Monday, June 19, 2017

Deconstructionism, the Constitution, and Biblical Interpretation

Introduction

As a defender of the Christian worldview my primary goal is to see unsaved people be saved, but in many conversations, I see numerous intellectual stumbling blocks for them, many put in place by other Christians. This is the reason that I not only defend the Christian worldview in general but also in details, often to fellow Christians who disagree with me (see a fuller explanation in this post: Internal Debates and Apologetics). In many of my discussions with fellow Christians on different theological positions, the proper interpretation (meaning) of what the Bible says is the focus. I also have political discussions with Christians in which we discuss the meaning of the words of the U.S. Constitution. Most of us agree that the proper interpretation of the Constitution is found in its authors, just as we believe that the proper interpretation of the Bible is found in its Author. We agree that in neither case is the meaning of the two ever found in the readers (deconstructionism). However, I have detected an inconsistency the in rejection of such an idea when it comes to one and not the other. Today, I want to explore this inconsistency and how removing it from our thinking can help, at least one, theological debate come closer to resolution.

Monday, June 5, 2017

Book Review: Come Let Us Reason

Introduction

It is necessary that Christians be able to think properly. As we discuss our worldview with unbelievers and present arguments for God's existence and the resurrection of Jesus Christ it is necessary that we present sound arguments. It is also necessary that we be able to properly identify mistakes in arguments for other views so that the unsaved will see that their view is actually false and they need to change it. I read "Come Let Us Reason: An Introduction to Logical Thinking" many years ago, and it helped me greatly with being able to order my thoughts and identify incorrect thinking. This has helped me tremendously as I "tear down arguments against the knowledge of Christ" (2 Corinthians 10:5) and "provide a reason for the hope that I have" (1 Peter 3:15). I recently read the book again to refresh my memory and to write this review. As usual, the review will provide a chapter-by-chapter summary of the book's contents and conclude with my thoughts about the book.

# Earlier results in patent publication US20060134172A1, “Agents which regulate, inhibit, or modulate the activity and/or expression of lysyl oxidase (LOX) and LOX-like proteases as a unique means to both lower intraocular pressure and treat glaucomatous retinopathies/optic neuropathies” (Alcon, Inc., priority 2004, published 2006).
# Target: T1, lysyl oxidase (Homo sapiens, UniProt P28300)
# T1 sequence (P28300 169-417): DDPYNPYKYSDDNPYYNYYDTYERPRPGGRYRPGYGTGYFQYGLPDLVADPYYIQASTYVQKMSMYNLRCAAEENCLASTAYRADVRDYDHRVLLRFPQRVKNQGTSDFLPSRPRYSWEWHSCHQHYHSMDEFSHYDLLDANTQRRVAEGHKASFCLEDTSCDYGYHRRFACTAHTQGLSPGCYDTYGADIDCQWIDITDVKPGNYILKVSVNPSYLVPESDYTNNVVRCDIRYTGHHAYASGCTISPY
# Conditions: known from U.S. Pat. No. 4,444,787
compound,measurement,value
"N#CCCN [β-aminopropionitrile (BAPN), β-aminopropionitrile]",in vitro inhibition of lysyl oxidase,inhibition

Monday, May 1, 2017

The Difference Between What A View Asserts And Implies

Introduction

In any discussion in which we are defending a particular view, we must present both a positive case and the negative case. The positive case shows the evidence for the view we are defending, while the negative case shows the problems with the alternative being presented. Both are necessary in the overall case. The negative case is necessary because the adherent of the other view needs a logical reason to abandon their view for an alternative. The positive case is necessary because if an adherent is provided a logical reason to abandon their view, the other view being presented may not be the only option. The way that a view is shown to be incorrect is that its claims are put to the test against reality and reason. If the claims are found to not reflect reality or they are not logical, then the view is false. However, the claims of a view can be of (at least) two different types that require a different approach. Today I want to discuss the differences in the assertions and the implications of a view or model. Understanding the differences will help us be more aware of how to properly address them in other views, and the understanding will also assist us in our formation and critique of our own views. This applies to worldviews, scientific models, philosophical theories, and really anything view that makes claims about reality, regardless of which area of reality it is.